Sunday, January 27, 2008


Year: 2008
Director: Sylvester Stallone
Cast: Sylvester Stallone, Julie Benz, Paul Schulze, Matthew Marsden

Mention the name Stallone and you'll immediately associate him with two well known movie icons. One is the boxer Rocky Balboa, the other is Vietnam war veteran John Rambo, whom Stallone has played in 3 films in the past.

In those films, Rambo was portrayed as a killing machine, being the best there is at destroying his enemies. But at the same time, Rambo is still a man underneath. A man who has grown disillusioned by the violence, yet he can't run from it forever. I am personally a big fan of this character, despite the larger than life way Stallone presents him on screen.

In the fourth and latest film, we head to Burma. Rambo is now living in northern Thailand, catching snakes and fish for the local villagers. He's finally at peace, not concerning himself with any war. One day, a small group of missionaries led by Michael (Paul Schulze) and Sarah (Julie Benz) come to meet him. They ask him to take them into Burma in order for them to deliver food and aid to the Karen people, who have been suffering at the hands of Burmese soldiers in a 60 year old civil war. At first, Rambo refuses, convinced that the group will only get themselves killed. But Sarah manages to persuade him to take them there.

Rambo successfully brings them to their destination and heads home. But as fate would have it, the Burmese soldiers ambush the Karen village and take the group hostage. The group's friends hire a band of mercenaries and ask Rambo to take them back there on a rescue mission. This is where the man himself has to get his hands dirty and take action.

Sylvester Stallone has outdone himself this time, by wearing three hats as actor, writer and director. I am happy to say that he succeeds on all 3 fronts. He plays Rambo as the tough guy who has to once again do what he does best to save innocent people. As the reluctant hero who wishes he could put his violent past behind him, Stallone scores with his words and facial expressions. As the action hero, the 61 year old actor can certainly still kick ass and take names.

Stallone also shines as director of the film. He knows what his audience wants i.e. pure unadulterated action. He piles it on in spades, and keeps the dialogue and run time short, so as not to bore us with unnecessary details. There's also plenty of unflinching violence and blood here, which isn't out of place when you think about it. Perhaps some may say that there is more violence here than the past 3 Rambo films combined, but it is well meant. Stallone had said he wanted to portray the brutality of the civil war in Burma convincingly, so that the audience can see the war as it really is. So even though the Burmese soldiers end up looking like stereotype evil men, they do a hell of a job being the meanest scum of the earth, thereby making it easier for us to watch them meet their doom in the most vile manner.

If you're a Rambo fan, go watch this. If you love action without too much drama, watch this too. It's just great stuff. As a fan, I'd say it's a fitting way to end the Rambo series. Long live Stallone. (4/5)

Saturday, January 26, 2008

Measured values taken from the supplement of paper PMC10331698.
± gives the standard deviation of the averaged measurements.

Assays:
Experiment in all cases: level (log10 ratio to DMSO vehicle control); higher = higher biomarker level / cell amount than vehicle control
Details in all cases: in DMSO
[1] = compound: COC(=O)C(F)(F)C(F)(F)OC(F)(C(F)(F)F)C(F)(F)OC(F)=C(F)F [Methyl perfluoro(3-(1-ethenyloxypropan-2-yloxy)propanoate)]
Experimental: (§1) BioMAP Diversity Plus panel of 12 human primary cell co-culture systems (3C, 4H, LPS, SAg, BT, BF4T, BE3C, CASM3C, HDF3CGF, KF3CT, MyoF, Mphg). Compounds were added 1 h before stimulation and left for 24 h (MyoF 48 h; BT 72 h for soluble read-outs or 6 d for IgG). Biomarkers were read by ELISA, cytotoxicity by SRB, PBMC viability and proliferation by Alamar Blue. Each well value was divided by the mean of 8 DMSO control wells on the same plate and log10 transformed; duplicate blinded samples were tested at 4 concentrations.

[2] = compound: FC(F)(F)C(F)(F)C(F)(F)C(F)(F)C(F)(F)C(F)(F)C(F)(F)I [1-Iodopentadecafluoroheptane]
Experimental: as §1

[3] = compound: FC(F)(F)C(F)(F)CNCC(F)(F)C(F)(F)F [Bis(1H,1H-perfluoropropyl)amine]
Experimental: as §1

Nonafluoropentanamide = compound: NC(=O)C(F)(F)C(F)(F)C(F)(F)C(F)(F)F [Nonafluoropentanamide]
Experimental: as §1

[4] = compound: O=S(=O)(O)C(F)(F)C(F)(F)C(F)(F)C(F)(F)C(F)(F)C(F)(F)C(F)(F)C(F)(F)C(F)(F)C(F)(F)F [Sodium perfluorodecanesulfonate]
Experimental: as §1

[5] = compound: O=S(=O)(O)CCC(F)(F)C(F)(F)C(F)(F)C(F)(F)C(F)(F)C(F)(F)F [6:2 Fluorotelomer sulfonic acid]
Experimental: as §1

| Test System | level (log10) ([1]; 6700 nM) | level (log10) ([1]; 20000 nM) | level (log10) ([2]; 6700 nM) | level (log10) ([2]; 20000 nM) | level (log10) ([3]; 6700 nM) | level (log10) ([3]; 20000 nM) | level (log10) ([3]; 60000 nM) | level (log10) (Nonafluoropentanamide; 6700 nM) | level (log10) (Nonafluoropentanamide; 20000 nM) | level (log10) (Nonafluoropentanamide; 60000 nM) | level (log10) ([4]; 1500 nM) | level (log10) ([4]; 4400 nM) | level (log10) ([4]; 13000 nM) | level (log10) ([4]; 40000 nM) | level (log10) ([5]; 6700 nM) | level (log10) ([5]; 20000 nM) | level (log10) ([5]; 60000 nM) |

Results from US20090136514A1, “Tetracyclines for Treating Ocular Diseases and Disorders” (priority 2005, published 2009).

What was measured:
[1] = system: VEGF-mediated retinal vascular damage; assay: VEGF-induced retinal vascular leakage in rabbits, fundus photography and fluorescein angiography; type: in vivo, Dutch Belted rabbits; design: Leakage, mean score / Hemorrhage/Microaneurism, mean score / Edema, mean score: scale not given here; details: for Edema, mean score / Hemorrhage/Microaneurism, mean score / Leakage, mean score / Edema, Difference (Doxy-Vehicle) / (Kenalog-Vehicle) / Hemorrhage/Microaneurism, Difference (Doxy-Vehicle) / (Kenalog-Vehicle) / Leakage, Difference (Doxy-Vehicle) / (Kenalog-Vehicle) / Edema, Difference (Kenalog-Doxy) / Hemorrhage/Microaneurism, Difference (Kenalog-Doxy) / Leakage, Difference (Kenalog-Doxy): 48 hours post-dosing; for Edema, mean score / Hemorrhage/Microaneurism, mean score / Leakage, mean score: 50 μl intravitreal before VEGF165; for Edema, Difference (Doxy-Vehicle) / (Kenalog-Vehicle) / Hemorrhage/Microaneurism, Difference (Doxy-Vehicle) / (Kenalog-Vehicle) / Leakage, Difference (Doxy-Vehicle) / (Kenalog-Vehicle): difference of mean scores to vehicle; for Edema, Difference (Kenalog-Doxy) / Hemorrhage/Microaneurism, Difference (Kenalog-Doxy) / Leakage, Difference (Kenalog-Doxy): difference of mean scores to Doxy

American Gangster

Year: 2007
Director: Ridley Scott
Cast: Denzel Washington, Russell Crowe, Chiwetel Ejiofor, Josh Brolin, Ted Levine, Armand Assante, Ruby Dee, John Hawkes, Lymari Nadal, Cuba Gooding Jr

I'm not that much into gangster films. I haven't even watched any of the Godfather films, or any of Scorsese's flicks on the mob, save for The Departed, which I thought was a little unnecessarily lengthy, but well performed by the cast. Somehow all films about gangsters and mobs made by Hollywood take up more than 2 hours of screen time. Must be a pre-requisite, or a conspiracy. Or some real life mobsters want it that way. Who knows?

Anyway, it's Ridley Scott's turn to make one. The guy who is well known for Alien, Black Hawk Down and Gladiator presents us the story of real life drug kingpin Frank Lucas. Lucas is portrayed in this film as a ruthless businessman, yet loving to his family. The film also focuses on the policeman that brought Frank to justice: Ritchie Roberts. Scott picks the best two actors for the job: Denzel Washington and Russell Crowe.

American Gangster begins in New York 1969, where we see Frank Lucas working as black crime boss Bumpy Johnson's driver and bodyguard. When Bumpy suddenly dies, Frank takes his place as head of the organisation, using everything he learnt from his mentor to run the show. Frank however wanted to do better than his boss. He wanted to get ahead of everyone in the gangster community, specifically in the drug trade. So he goes to Vietnam, at the time when American soldiers are there fighting the war, makes a deal with the local manufacturers and finds a way to ship it back to the States. Then he sells it at a lower price than his peers, and purer quality too.

His latest move up the street crime ladder raises some eyebrows on both sides of the law, but he manages to either buy them off, or kill them off. He gets his brothers to join the business and buys a mansion for his mother, and becomes the family man that everyone respects. Despite his ruthless and sometimes violent business tactics, people in his organisation love him, because of his honesty. As he says to them "The most important thing in business is honesty."

Then there is Detective Ritchie Roberts, a white cop who does his best to be honest at his job, but not because he is a good man deep down. He does it to balance out the dishonest things he does, like cheating on his wife. His life isn't an easy one, as he goes through a messy divorce with his wife and gets shunned by his colleagues for turning in a large sum of money he found to his superiors. They can't trust him because they are corrupt.

His boss finally finds Ritchie a task he can do without the hassle of bureaucracy and unreliable comrades. He lets Ritchie head his own task force to bust the drug trade. So Ritchie gathers a team and starts spying the streets, and comes across Frank Lucas.